In this post I recover a Bitcoin passphrase by performing a Breadth-First search on typos of increasing Damerau-Levenshtein distances from an initial guess. This order was chosen because I show that Damerau-Levenshtein distances in typos follow a Zipf distribution, so the search should converge faster. This improves on (but does not replace) BTCRecover, which has a limited definition of a typo. The code is simple to read and modify, and is available on GitHub.
Update: fellow algorithms researcher Francisco Claude just posted a great article about using lazy evaluation to solve Tic Tac Toe games in Common Lisp. Niki (my brother) also wrote a post using generators with asynchronous prefetching to hide IO latency. Worth a read I say! I’ve recently been obsessing over this programming idea called streams (also known as infinite lists or […]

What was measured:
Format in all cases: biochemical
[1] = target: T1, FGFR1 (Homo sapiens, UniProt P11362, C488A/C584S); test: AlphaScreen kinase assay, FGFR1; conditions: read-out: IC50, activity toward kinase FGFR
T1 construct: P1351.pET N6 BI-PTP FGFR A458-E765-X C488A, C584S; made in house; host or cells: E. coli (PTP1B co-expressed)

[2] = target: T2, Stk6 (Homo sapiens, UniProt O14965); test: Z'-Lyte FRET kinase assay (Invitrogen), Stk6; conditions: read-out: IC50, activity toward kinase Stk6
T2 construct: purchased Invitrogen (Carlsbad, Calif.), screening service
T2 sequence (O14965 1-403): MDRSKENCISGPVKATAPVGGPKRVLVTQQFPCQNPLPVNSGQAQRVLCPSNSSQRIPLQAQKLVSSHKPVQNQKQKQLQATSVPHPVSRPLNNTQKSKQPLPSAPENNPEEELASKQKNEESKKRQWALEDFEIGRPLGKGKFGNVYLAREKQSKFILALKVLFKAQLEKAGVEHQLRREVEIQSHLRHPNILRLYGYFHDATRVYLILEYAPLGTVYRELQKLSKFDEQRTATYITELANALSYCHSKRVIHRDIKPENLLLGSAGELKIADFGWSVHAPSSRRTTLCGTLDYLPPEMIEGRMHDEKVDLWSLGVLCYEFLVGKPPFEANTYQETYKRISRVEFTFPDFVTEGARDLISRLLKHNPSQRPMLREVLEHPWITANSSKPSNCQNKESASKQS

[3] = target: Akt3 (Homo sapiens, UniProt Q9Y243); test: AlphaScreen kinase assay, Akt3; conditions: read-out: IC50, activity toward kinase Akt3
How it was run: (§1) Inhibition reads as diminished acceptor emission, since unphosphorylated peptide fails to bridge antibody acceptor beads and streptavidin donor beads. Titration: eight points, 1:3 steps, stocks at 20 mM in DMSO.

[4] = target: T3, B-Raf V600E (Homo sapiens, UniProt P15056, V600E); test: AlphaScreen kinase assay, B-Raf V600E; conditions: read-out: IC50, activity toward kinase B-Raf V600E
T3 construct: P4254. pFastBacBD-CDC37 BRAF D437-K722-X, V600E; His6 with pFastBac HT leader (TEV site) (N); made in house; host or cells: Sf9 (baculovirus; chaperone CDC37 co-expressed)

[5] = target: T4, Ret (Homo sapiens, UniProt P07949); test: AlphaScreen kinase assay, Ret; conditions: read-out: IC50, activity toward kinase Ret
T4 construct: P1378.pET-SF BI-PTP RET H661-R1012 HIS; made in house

This blog post is an introduction on how to make a key phrase extractor in Python, using the Natural Language Toolkit (NLTK). But how will a search engine know what it is about? How will this document be indexed correctly? A human can read it and tell that it is about programming, but no search […]
I’m doing a project for a subject at RMIT which needs to manage thousands of patient records for a hospital. We haven’t been given any sample data though, so I wanted to write a generator (so we can test it with small or large data sets whenever needed). I started with the name generator (in […]